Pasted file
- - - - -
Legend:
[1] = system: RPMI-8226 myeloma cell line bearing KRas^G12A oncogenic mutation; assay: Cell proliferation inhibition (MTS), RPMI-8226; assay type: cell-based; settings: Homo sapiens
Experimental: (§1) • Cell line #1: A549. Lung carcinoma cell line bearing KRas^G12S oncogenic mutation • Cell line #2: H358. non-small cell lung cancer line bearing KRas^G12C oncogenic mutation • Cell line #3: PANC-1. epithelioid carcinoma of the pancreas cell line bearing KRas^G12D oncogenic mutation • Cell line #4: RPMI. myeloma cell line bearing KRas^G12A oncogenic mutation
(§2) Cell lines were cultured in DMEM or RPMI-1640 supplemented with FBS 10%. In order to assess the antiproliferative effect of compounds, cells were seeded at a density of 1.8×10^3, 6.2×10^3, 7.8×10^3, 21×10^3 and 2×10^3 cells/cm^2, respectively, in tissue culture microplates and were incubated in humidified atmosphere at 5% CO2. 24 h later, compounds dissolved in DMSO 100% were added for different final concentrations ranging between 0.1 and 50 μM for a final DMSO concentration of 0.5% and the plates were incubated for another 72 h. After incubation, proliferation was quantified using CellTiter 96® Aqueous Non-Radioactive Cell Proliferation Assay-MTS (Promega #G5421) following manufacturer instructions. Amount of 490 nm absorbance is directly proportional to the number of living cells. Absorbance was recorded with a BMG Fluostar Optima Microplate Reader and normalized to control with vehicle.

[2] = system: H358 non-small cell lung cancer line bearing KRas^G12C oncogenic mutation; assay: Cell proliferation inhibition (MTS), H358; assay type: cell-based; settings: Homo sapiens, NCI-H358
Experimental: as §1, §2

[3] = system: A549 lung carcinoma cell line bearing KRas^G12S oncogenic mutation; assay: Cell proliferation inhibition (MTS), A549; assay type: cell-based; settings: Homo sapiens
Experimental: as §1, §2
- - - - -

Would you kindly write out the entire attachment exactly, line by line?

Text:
Legend:
[1] = system: RPMI-8226 myeloma cell line bearing KRas^G12A oncogenic mutation; assay: Cell proliferation inhibition (MTS), RPMI-8226; assay type: cell-based; settings: Homo sapiens
Experimental: (§1) • Cell line #1: A549. Lung carcinoma cell line bearing KRas^G12S oncogenic mutation • Cell line #2: H358. non-small cell lung cancer line bearing KRas^G12C oncogenic mutation • Cell line #3: PANC-1. epithelioid carcinoma of the pancreas cell line bearing KRas^G12D oncogenic mutation • Cell line #4: RPMI. myeloma cell line bearing KRas^G12A oncogenic mutation
(§2) Cell lines were cultured in DMEM or RPMI-1640 supplemented with FBS 10%. In order to assess the antiproliferative effect of compounds, cells were seeded at a density of 1.8×10^3, 6.2×10^3, 7.8×10^3, 21×10^3 and 2×10^3 cells/cm^2, respectively, in tissue culture microplates and were incubated in humidified atmosphere at 5% CO2. 24 h later, compounds dissolved in DMSO 100% were added for different final concentrations ranging between 0.1 and 50 μM for a final DMSO concentration of 0.5% and the plates were incubated for another 72 h. After incubation, proliferation was quantified using CellTiter 96® Aqueous Non-Radioactive Cell Proliferation Assay-MTS (Promega #G5421) following manufacturer instructions. Amount of 490 nm absorbance is directly proportional to the number of living cells. Absorbance was recorded with a BMG Fluostar Optima Microplate Reader and normalized to control with vehicle.

[2] = system: H358 non-small cell lung cancer line bearing KRas^G12C oncogenic mutation; assay: Cell proliferation inhibition (MTS), H358; assay type: cell-based; settings: Homo sapiens, NCI-H358
Experimental: as §1, §2

[3] = system: A549 lung carcinoma cell line bearing KRas^G12S oncogenic mutation; assay: Cell proliferation inhibition (MTS), A549; assay type: cell-based; settings: Homo sapiens
Experimental: as §1, §2